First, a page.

Unilateral cerebral palsy hand-arm function improved by magic?

A spellbinding study has found that teaching children with unilateral cerebral palsy (CP) magic tricks can help to enhance their hand and arm functions – improving their ability to do everyday tasks.

CP can come in many different forms, one of which is unilateral. In this form, those afflicted can have trouble moving one side of their body which can make everyday tasks that require coordination of both sides difficult.

To treat children with unilateral CP a method called hand-arm bimanual intensive therapy (HABIT) is adopted. HABIT is inspired by motor learning theory and neuroplasticity, it encourages children to partake in structured, playful, activity-based tasks that involve both hands.

The study in question was carried out by a team of Australian researches who recruiting a group of 28 budding witches and wizards aged 7.6 to 16 years old. Entitled Amazing Magic Club, the researchers taught magic tricks to the children using HABIT as a guideline.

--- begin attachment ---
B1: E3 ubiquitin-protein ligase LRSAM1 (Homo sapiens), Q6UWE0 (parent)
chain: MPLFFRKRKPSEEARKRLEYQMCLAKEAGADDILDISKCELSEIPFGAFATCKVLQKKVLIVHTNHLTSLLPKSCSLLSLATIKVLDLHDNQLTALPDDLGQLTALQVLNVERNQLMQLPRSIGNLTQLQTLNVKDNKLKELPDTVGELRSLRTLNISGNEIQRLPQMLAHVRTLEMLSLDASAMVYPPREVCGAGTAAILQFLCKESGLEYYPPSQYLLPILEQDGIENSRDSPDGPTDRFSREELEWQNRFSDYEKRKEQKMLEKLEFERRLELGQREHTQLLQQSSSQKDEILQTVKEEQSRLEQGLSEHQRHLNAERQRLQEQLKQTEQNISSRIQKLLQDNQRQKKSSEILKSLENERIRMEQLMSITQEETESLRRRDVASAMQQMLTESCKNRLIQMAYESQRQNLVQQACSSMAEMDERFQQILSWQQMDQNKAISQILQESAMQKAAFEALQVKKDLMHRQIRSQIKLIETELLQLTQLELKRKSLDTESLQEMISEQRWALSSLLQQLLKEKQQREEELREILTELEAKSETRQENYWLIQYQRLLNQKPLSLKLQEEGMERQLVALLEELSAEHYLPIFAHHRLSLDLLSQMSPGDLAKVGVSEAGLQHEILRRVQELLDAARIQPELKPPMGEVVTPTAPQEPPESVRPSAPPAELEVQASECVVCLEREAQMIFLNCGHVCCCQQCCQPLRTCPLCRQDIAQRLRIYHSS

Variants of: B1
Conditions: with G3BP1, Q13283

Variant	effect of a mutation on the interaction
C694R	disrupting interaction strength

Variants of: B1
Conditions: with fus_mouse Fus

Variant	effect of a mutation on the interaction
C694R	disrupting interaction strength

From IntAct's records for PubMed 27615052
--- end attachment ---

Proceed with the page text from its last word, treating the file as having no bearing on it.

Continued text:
Children were asked to choose from a selection of magic tricks and practice each day for six hours over a 10 day period. Each trick encouraged a variety of physical movements. Feedback was given to the children by seasoned magicians who gave them things to work on each night.

As well as these 10 days, a monthly 3.5-hour session was held where children rehearsed and performed their magic tricks, prepared food, partook in arts and crafts and played bimanual games.

Once all sessions were completed, the children were assessed using different methods of testing CP: the Assisting Hand Assessment (AHA), where children are observed spontaneously handling toys in a relaxed way; the Box and Blocks Test, where children move blocks between boxes across a partition; and the Canadian Occupational Performance Measure (COPM), where children are observed by caregivers on a daily basis who see how they handle everyday tasks.

For AHA, no reliable improvement was spotted in those that took part in the study. For COPM, however, a significant improvement was found, suggesting that learning and carrying out the tricks repetitively improved the children’s ability to perform everyday tasks… as if by magic.